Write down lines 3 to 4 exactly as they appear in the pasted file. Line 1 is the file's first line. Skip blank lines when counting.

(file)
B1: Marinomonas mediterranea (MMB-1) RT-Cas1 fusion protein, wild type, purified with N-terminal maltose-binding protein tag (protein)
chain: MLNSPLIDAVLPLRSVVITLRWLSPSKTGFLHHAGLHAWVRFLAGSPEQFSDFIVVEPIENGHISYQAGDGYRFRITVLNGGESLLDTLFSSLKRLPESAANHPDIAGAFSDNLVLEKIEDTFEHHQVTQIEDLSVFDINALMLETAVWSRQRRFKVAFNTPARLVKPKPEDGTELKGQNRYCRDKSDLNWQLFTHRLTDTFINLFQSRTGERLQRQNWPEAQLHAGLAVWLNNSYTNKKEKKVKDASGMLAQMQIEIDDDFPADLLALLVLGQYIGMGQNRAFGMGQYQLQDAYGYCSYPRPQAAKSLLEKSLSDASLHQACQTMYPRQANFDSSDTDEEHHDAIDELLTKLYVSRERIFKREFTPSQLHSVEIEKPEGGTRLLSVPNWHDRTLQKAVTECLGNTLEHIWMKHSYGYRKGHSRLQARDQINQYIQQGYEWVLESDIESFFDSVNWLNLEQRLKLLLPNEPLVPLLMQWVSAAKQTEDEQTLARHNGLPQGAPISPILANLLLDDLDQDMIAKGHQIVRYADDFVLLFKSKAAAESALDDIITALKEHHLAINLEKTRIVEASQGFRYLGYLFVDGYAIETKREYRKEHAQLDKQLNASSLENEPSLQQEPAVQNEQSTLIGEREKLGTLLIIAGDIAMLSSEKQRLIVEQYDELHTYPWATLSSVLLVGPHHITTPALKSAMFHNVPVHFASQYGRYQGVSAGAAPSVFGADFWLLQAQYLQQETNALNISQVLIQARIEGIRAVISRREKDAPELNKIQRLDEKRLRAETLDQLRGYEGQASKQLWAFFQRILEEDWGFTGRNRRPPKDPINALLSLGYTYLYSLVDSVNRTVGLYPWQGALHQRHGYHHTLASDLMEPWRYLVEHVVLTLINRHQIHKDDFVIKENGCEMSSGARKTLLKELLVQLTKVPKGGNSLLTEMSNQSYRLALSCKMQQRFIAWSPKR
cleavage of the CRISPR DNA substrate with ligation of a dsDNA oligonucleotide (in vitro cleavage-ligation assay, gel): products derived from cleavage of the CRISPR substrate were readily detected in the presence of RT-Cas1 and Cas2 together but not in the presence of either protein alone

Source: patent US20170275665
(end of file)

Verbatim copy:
cleavage of the CRISPR DNA substrate with ligation of a dsDNA oligonucleotide (in vitro cleavage-ligation assay, gel): products derived from cleavage of the CRISPR substrate were readily detected in the presence of RT-Cas1 and Cas2 together but not in the presence of either protein alone

Source: patent US20170275665